Goals require sacrifices. If I wanted to remain the same depressed, miserable, and terrible person I was years ago, I would continue those self-destructive lifestyles of decadence, clutter, and excess. If I want to experience more of life, write perhaps even professionally and on my terms, and have more autonomy in life, I must sacrifice some elements of myself that hinder progress in those directions. How will I do that? I guess with some resolutions…!
Everything I own now is under a microscope. If I keep an object, it will have a certain burden that I will carry to my next residence, the next, and maybe the next after that. If I don’t keep the object, should I try to sell it or just get rid of it? After kicking this move into high gear, objects no longer seem as interesting, because the question becomes: “when will this become burdensome?”
Sometimes after seeing a show, it will be like all of the motivation and energy is sucked out of me, like I’m sick, but without physical ailments. Maybe it’s expectation versus reality? I get this feeling more often than not when achieving any goal. Once I’ve done it, then what? Find another mountain to climb, another obstacle to overcome, or another thing to see? Sometimes it’s like seeing through someone else’s camera is more exciting.
For me, 2018 is the turning point where albums readjusted to the digital age. For materialistic listeners, we can easily afford and acquaint ourselves with CDs, records, and cassettes. For highlight listeners, it’s easier than ever to legally access just about any album we could think, at least in the top 100. Now we are the gatekeepers. If we like something, we can invest our time before we invest our money. The industry paywall guesswork is gone.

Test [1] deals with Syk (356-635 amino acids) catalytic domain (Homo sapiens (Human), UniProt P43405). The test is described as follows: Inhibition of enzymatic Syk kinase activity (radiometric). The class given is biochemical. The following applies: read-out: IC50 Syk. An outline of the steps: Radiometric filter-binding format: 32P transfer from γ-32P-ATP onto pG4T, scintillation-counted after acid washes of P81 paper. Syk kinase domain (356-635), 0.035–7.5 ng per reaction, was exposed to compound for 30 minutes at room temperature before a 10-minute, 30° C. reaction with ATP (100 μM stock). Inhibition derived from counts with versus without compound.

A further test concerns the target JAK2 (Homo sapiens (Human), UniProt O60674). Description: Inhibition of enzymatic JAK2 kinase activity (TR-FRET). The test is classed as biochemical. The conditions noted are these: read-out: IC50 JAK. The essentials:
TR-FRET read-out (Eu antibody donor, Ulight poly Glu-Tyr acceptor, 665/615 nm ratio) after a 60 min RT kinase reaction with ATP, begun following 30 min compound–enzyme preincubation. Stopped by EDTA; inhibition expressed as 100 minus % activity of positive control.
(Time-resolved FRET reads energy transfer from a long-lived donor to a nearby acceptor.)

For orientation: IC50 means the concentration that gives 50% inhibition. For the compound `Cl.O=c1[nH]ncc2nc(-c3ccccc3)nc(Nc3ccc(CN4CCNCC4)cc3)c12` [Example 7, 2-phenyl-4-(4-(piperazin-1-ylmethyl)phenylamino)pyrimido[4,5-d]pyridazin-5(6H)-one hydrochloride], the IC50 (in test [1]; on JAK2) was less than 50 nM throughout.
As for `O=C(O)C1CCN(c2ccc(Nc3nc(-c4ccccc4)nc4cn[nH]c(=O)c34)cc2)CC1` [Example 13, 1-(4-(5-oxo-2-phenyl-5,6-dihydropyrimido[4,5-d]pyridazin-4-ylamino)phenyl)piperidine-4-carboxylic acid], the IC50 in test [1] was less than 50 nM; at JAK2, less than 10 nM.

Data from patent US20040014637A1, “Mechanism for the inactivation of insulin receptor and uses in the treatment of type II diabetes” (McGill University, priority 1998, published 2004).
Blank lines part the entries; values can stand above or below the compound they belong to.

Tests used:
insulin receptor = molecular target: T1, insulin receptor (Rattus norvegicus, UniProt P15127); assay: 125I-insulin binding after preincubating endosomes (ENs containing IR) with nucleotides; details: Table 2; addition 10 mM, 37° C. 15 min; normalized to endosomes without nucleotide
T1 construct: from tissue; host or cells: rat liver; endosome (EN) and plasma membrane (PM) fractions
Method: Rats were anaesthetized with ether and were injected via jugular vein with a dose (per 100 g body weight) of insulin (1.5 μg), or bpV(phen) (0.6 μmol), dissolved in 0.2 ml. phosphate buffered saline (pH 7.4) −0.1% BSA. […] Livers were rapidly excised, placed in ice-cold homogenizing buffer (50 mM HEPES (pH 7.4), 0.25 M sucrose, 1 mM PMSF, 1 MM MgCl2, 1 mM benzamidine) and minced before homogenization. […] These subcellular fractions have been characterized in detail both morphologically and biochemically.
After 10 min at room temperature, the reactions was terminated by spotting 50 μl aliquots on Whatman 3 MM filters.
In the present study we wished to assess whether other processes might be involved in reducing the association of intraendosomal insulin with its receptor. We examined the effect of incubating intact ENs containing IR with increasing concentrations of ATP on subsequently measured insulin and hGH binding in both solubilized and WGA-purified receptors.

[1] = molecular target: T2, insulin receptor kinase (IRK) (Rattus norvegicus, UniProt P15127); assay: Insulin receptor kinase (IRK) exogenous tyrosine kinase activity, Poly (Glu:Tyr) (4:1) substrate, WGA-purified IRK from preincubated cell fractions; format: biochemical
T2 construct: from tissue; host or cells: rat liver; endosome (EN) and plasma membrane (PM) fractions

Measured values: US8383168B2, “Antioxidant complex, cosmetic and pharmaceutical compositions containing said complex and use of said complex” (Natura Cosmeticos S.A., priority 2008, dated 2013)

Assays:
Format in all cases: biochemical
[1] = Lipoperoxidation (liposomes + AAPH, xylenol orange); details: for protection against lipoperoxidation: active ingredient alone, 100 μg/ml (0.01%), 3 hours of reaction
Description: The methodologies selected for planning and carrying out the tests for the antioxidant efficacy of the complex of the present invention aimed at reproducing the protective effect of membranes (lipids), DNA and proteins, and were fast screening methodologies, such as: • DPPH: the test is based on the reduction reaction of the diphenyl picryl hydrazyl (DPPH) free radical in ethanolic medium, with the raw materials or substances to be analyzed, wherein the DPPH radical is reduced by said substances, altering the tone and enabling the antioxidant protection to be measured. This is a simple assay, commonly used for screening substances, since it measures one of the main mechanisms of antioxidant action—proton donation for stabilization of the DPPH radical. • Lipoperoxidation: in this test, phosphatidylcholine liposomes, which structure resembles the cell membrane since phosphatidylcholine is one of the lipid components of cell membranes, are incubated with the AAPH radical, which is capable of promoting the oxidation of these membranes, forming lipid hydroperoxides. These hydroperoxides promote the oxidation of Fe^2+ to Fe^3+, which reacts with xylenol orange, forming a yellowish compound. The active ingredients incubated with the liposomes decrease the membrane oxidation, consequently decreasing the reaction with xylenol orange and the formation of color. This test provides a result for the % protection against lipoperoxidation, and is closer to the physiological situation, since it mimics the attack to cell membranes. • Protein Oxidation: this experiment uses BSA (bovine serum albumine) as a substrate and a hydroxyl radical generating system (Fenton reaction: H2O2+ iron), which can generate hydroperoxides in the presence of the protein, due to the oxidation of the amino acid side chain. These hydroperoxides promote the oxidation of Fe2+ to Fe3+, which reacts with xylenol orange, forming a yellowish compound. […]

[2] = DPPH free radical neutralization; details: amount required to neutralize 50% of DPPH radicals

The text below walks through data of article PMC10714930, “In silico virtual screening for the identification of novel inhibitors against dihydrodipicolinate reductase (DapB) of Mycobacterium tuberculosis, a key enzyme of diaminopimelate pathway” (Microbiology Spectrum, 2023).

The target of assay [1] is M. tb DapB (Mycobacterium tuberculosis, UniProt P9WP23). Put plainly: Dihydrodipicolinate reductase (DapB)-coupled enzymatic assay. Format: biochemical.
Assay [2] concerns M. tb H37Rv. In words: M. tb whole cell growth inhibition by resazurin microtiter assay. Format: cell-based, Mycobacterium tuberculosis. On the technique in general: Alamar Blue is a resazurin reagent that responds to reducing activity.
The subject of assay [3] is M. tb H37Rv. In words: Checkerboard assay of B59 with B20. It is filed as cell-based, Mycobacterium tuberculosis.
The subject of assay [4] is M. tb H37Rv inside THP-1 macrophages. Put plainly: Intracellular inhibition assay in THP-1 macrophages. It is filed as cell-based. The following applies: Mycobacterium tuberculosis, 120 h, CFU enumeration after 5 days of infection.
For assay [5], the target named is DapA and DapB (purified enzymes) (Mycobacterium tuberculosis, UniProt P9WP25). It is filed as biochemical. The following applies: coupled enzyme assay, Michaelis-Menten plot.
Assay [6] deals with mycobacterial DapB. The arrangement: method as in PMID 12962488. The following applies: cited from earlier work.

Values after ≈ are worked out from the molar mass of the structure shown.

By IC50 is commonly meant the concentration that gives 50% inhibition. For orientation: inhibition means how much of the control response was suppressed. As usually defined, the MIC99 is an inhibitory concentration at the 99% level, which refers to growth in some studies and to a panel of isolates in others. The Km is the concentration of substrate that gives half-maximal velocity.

WANNA READ AN ESSAY ABOUT MY THOUGHTS ON ALBUMS AS A WHOLE IN 2018? THEN SEE MY LIST? UNLESS THE FEVER PITCH OF A DRAWING FEATURED HERE DOESN’T CLUE YOU IN TO MY TOP 15, OF COURSE! CLICK HERE TO KEEP ON READING!
It’s easy to procrastinate without a structure. If there is too much ambiguity over what needs to happen next, then we pick the path of least resistance to pleasure. I have four tasks I still need to do this morning, but because it wasn’t clear how to proceed with any of them, I noticed I was about to set off several procrastinative traps. With a structure like this, it’s easier working on projects than procrastinating.
I kept the 10% off coupon in my wallet until the day it expired. I received the coupon after selling off my first batch of clutter – some books I never read on topics that only half-interested me I purchased significantly discounted from some local closing bookstore – and had intended to stop by that favorite store to buy more things at 10% off. Discarding the coupon from its prominent spot was sublimely cathartic. “That coupon was top-of-mind awareness.”
The best gift you can give to yourself is self-trust. Knowing that regardless of how any event turned out, if you trust that you did your best and tried with as much effort as you could muster, then the consequences are trivialities. Take all those negative feelings you have about wishing you could have changed past events and trust that you can act with positive intentions in behaviors that will improve your mind and body.
‘The holiday season was supposed to be easy… I’m not ready for this…’
The computer repair technician was breathing shallowly as she approached the executive wing of Eville Medical, her stylish winter jacket keeping her warm, but perhaps too warm because she felt her forehead sweating.
‘Their meeting is about to start… what if I can’t get the projector to talk to the computer in time? I only have a few minutes… this isn’t good…’
What’s the best gift you can give someone? Something that captures the essence of your relationship in a single object, experience, or meal? Shouldn’t it be a hand-made object that conveys a certain degree of effort and time, which fully expresses the value they’ve brought to your life? Anything else would be rude, right? Considering how often the gifts we give or even receive become common or discarded, shouldn’t we find gifts with more meaning?
I spent about five minutes aligning the lens flare’s blue dot just right. I first motioned the camera so the dot would be inside of two of the branches, then, between the three branches of this tree on the tail-end of my lunch break. This was the only way I could think to calm myself down from the panic attack I had just plowed through, which, somehow I was able to describe while having it.